Scientists from the Laser Interferometer Gravitational-Wave Observatory today announced they have for the first time…
From daily interactions with strangers and casual acquaintances to classmates, coworkers, close friends and relatives, social contact is part of being human.
Long-lasting friendships grow and flourish when two people achieve an easy and comfortable balance, when they stop keeping score of the give-and-take, when they know they can count on each other to come through in times of need.
But when those deepest of connections turn sour, what can a person do?
Suzanne Degges-White offers some reassuring words to live by: “It’s not you. It’s not me. It’s the relationship.”
Degges-White, chair of the NIU Department of Counseling, Adult and Higher Education, is the co-author of the newly published “Toxic Friendships: Knowing the Rules and Dealing with the Friends Who Break Them.”
Co-authored with Judy Pochel-Van Tieghem, the book tells real-life stories to shed light on why friendships turn “toxic.”
Written in plain language for “any adult dealing with any relationship,” it also lays down the 10 golden rules of constructing healthy relationships and provides advice on how to respond when friends violate the code.
“We need to be able to connect as human beings,” Degges-White says. “Even if you try to create a wall of safety, you still have to interact with others. Technology is not going to stand in for real relationships; even if Amazon delivers, we still have to see the UPS driver at our door.”
Friendships typically go wrong when trust is broken, she says.
When two people shift their relationship from “acquaintance” to “friend,” it often starts with a process of self-disclosure: “Here’s something about my life; tell me something about yours.”
Eventually, Degges-White says, those motions of “getting below the surface” typically lead to a true emotional investment. People make friends with others who they find authentic, honest and trustworthy; they expect equity in their sharing.
“We’re investing,” she says. “But if we’re not getting back what we think we should get back, we might start withdrawing.”
And if uncoupling begins – if sharing and investing veer onto a one-way street – most start to ask questions, sometimes consciously and sometimes not.
“What do I do? Do I ask about it? Do I bite my tongue? Do I walk away?” “Who can I expect to give me what I need? Are my expectations realistic? Maybe I need to look at my own behavior.” “Am I better off with – or without – my friend?”
This, of course, is when it’s time to step back and breathe. It’s not you. It’s not me. It’s the relationship.
Next, it’s time to look at “The Ten Rules of Friendship.”
- Trust and confide in your friends.
- Show them empathy.
- Offer acceptance of their other friends.
- Provide emotional support.
- Volunteer assistance when you can.
- Repay favors without being asked.
- Stand up for your friends when they aren’t around.
- Try to avoid “bringing them down.”
- Offer “constructive feedback” only when alone with a friend.
- Avoid mean-spirited comments about friends’ other relationships.
“Toxic Friendships” devotes one chapter to each rule; Degges-White and Pochel-Van Tieghem then examine each rule from life-spanning perspectives of early childhood, tweens, older adolescents, young adults, mothers, mid-life adults and older adults.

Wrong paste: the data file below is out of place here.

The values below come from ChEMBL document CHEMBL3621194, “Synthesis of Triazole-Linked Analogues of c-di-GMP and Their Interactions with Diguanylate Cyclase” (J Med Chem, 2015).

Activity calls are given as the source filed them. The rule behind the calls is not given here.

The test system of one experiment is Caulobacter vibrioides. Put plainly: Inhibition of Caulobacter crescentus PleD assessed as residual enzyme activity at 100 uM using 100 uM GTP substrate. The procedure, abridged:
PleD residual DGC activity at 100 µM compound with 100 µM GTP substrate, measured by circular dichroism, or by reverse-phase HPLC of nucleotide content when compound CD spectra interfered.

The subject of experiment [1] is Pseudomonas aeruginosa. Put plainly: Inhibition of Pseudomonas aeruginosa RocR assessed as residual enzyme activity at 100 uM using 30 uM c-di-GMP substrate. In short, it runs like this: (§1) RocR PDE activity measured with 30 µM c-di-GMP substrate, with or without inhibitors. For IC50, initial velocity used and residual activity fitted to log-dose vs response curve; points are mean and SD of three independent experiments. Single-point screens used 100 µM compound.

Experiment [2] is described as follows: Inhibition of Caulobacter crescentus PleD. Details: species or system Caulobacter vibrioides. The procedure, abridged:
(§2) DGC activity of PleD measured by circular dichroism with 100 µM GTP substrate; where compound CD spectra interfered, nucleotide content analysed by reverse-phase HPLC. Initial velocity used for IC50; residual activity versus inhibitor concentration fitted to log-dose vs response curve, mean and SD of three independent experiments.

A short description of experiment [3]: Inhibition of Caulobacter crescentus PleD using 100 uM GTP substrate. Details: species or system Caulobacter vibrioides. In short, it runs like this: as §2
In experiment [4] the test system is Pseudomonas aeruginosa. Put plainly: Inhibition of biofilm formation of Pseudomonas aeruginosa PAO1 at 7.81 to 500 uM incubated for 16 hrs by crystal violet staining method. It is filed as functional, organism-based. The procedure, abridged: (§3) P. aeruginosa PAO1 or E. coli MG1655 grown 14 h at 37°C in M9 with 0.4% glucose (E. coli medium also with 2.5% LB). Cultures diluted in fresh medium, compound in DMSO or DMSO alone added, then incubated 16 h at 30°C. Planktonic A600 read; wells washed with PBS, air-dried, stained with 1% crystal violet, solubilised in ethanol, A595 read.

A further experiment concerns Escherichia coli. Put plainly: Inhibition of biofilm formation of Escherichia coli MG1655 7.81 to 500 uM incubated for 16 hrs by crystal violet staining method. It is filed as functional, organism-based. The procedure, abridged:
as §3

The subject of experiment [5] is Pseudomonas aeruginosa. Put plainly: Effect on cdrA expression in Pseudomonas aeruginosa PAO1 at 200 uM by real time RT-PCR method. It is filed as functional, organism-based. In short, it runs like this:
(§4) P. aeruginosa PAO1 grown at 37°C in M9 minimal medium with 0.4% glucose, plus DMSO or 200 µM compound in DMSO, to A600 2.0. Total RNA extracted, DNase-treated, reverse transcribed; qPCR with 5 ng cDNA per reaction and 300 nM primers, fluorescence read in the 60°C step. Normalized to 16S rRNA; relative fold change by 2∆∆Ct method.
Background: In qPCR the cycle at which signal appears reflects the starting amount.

Another chapter is for, and about, parents: What to do if your child’s friend has broken the rules? What if your child is the violator? How to deal with other moms and dads at the little league games, or in the car pool rotation?
Other chapters cover acquaintances that are not necessarily friendships but on the job and within civic groups or church congregations.
“It’s wisdom,” she says, “and good, juicy stories.”
Degges-White found inspiration for the books five years ago when she conducted a workshop on friendship for the American Counseling Association. Afterward, members of her audience were eager to talk more on what they deemed “a great topic.”
“A lot of people told me, ‘Let me tell you about this unbelievable friend I have,’ or, ‘Let me tell you about this bad experience,’ ” she says, adding that she also collected countless anecdotes from around the globe, thanks to some of the 2 million followers of her blog on the Psychology Today website.
First came “Friends Forever: How Girls and Women Forge Lasting Relationships,” which Degges-White wrote with Christine Borzumato-Gainey in 2013.
The new book is more of a “friendship repair clinic,” she says.
“I want people to feel like they have a new understanding of the value of relationships,” she says, “but also the value of the actions they’re undertaking and the value they’re bringing.”
Readers will find questions to ponder in the hopes they discover the best solutions to fix or preserve their friendships. “The kneejerk response is seldom the right one in any relationship,” she says.
They’ll also likely to see themselves reflected in the stories of others. “Those normalize your own experiences,” she says. “We all want to know that we’re normal.”
Normal applies to Degges-White, whose best friend is named Beth.
Beth is a P.E. teacher in Country Club Estates, Ill. She and Degges-White met when they were both in their early 40s; Beth is three weeks older. Their kids are about the same age. The pair “clicked instantly,” and their connection has matured in the seven or eight years since.
“She’s compassionate, kind and genuine,” Degges-White says. “There’s nothing I would not tell her about my life. She gets me without me having to explain myself. We’re invested deeply in each other’s wellbeing without having to see each other every day.”
A book launch party is scheduled for 7 p.m. Wednesday, Aug. 12, at The Book Cellar, 4736 N. Lincoln Ave. in Chicago. All are welcome.